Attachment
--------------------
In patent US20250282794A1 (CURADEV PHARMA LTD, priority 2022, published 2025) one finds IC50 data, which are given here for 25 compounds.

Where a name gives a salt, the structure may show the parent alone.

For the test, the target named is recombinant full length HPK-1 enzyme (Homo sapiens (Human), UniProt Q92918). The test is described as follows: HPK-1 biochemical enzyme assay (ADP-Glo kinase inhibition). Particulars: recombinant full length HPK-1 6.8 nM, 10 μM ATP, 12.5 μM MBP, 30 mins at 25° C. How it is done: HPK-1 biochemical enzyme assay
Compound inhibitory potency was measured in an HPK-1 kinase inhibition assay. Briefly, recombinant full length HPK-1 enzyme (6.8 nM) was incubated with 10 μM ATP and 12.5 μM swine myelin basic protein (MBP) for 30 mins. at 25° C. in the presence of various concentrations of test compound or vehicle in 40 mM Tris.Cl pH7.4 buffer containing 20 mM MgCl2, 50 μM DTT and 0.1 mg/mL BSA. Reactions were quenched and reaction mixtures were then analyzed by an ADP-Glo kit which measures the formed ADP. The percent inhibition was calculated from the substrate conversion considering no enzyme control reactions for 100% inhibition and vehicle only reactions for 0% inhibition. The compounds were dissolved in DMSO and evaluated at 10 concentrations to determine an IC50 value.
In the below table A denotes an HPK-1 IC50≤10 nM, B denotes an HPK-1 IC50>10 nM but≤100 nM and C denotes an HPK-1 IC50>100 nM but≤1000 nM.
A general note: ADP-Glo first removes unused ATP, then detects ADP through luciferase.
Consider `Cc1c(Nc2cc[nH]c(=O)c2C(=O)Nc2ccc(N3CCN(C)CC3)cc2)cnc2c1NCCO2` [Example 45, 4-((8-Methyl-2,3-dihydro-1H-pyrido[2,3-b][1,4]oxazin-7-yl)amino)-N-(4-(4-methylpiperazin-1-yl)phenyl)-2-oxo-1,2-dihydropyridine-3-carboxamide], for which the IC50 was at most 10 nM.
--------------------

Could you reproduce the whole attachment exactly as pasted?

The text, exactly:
In patent US20250282794A1 (CURADEV PHARMA LTD, priority 2022, published 2025) one finds IC50 data, which are given here for 25 compounds.

Where a name gives a salt, the structure may show the parent alone.

For the test, the target named is recombinant full length HPK-1 enzyme (Homo sapiens (Human), UniProt Q92918). The test is described as follows: HPK-1 biochemical enzyme assay (ADP-Glo kinase inhibition). Particulars: recombinant full length HPK-1 6.8 nM, 10 μM ATP, 12.5 μM MBP, 30 mins at 25° C. How it is done: HPK-1 biochemical enzyme assay
Compound inhibitory potency was measured in an HPK-1 kinase inhibition assay. Briefly, recombinant full length HPK-1 enzyme (6.8 nM) was incubated with 10 μM ATP and 12.5 μM swine myelin basic protein (MBP) for 30 mins. at 25° C. in the presence of various concentrations of test compound or vehicle in 40 mM Tris.Cl pH7.4 buffer containing 20 mM MgCl2, 50 μM DTT and 0.1 mg/mL BSA. Reactions were quenched and reaction mixtures were then analyzed by an ADP-Glo kit which measures the formed ADP. The percent inhibition was calculated from the substrate conversion considering no enzyme control reactions for 100% inhibition and vehicle only reactions for 0% inhibition. The compounds were dissolved in DMSO and evaluated at 10 concentrations to determine an IC50 value.
In the below table A denotes an HPK-1 IC50≤10 nM, B denotes an HPK-1 IC50>10 nM but≤100 nM and C denotes an HPK-1 IC50>100 nM but≤1000 nM.
A general note: ADP-Glo first removes unused ATP, then detects ADP through luciferase.
Consider `Cc1c(Nc2cc[nH]c(=O)c2C(=O)Nc2ccc(N3CCN(C)CC3)cc2)cnc2c1NCCO2` [Example 45, 4-((8-Methyl-2,3-dihydro-1H-pyrido[2,3-b][1,4]oxazin-7-yl)amino)-N-(4-(4-methylpiperazin-1-yl)phenyl)-2-oxo-1,2-dihydropyridine-3-carboxamide], for which the IC50 was at most 10 nM.